Bangladesh Bank, the country’s central bank, recently withdrew the lending cap for coal-based power plants. The move aims to facilitate purchasing of coal needed to operate new coal power plants of 6,754 megawatts (MW) capacity that would come online within a few years. However, as the decision allows the banks to lend beyond their 25% cap to a single borrower, it may encourage the private sector to bring forward proposals to build more coal power plants in the future.
Easing lending norms for coal-based power plants might dent the country’s recent strides towards a clean energy transition.
Easing lending norms for coal-based power plants might dent the country’s recent strides towards a clean energy transition. In June 2021, amid uncertainty over international funding for new coal-fired plants and environmental concerns, Bangladesh scrapped 10 coal-based power plants from the pipeline. The declaration of shoring up renewable energy capacity to 40% by 2041, as part of the Mujib Climate Prosperity Plan, reinforced the government’s commitment to clean energy.
Fossil-fuel-based electricity generation has already thrown up several challenges for the power sector. Instead, increasing renewable energy capacity would address some of the sector's challenges and enhance energy security and affordability in Bangladesh.
Challenges of the Power Sector
One of the key challenges that the country’s power sector is grappling with is overcapacity.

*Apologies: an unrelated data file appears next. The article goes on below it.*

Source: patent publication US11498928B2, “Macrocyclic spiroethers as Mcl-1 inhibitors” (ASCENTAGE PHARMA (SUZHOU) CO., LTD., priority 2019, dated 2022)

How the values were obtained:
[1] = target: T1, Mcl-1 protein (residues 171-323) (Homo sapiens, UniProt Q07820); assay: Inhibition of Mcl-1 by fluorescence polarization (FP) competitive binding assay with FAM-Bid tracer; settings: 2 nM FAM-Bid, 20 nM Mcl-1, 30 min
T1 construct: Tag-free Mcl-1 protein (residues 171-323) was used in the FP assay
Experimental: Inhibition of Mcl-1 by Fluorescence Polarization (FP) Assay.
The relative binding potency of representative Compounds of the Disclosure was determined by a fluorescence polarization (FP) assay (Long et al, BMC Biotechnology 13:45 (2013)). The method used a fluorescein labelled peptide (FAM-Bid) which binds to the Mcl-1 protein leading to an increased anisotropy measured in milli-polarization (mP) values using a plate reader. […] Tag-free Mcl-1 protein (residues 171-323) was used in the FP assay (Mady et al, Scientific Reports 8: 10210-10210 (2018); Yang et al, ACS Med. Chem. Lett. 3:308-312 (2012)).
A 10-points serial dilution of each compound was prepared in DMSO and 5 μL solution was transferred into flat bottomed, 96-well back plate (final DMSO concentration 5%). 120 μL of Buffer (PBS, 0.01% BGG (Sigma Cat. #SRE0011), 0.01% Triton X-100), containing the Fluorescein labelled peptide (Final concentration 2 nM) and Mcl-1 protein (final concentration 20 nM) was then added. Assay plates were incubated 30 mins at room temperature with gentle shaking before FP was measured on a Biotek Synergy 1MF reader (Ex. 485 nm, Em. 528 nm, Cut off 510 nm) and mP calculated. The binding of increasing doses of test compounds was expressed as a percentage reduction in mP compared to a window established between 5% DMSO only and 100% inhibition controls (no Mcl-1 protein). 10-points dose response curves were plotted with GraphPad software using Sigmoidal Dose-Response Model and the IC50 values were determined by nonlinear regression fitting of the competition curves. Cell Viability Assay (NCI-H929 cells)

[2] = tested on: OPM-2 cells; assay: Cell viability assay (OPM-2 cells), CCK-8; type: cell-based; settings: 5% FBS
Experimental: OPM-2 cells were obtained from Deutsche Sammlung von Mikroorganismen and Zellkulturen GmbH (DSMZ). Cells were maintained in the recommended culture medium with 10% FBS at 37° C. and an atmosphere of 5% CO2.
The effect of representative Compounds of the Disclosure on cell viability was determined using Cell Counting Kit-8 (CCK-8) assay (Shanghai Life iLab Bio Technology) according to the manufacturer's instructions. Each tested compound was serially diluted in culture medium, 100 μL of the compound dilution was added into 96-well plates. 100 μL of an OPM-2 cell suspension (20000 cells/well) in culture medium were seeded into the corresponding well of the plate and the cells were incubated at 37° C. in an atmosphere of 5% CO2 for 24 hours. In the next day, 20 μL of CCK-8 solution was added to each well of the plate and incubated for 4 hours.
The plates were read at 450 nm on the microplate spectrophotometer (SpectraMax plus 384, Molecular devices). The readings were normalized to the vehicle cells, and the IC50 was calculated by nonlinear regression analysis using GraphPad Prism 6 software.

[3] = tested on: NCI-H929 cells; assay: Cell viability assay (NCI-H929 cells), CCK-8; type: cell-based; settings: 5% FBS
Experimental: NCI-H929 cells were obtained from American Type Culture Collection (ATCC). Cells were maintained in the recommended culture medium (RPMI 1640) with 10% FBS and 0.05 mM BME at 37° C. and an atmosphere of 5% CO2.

In 2022, the Bangladesh government announced 100% electricity access in the country following its commendable efforts in ramping up installed power generation capacity five-fold. However, while installed capacity has increased considerably, power demand has not been able to keep pace.
Against the installed capacity of 22,512MW, excluding off-grid solar and captive systems, the highest demand served by the national grid was 14,792MW on 16 April 2022. A study by the Institute of Energy Economics and Financial Analysis (IEEFA) based on Bangladesh Power Development Board (BPDB) data substantiated that the country only utilised 40% of the power capacity during 2019-20.
A closer inspection of BPDB data from 1 to 7 November 2022 shows that the highest demands for electricity during morning and evening peaks were 10,385MW and 11,116MW, respectively. During mid-May 2022, the evening peak demand for electricity was close to 14,000MW against the morning peak of around 11,500MW. Therefore, the country’s power system has a good amount of surplus capacity.
With no sign of a dramatic rise in power demand in the country, surplus power capacity will only rise once the planned 6,754MW of coal-fired plants come online over the next few years.
The other key challenge for the sector is rising costs. A recent report shows that the average cost of per unit electricity generation has soared to Bangladesh Taka (Tk) 10 (~US$0.095) in 2022 compared to Tk6.81 (~US$0.065) during fiscal year (FY) 2020-21. The steep rise in the average cost of electricity production is mainly because of the high cost of imported diesel, furnace oil and Liquefied Natural Gas (LNG). Notably, a fresh price hike for electricity and gas is imminent amid the fiscal strains on the power sector.
With more coal-fired capacity coming online, concerns remain about the price and affordability of the fuel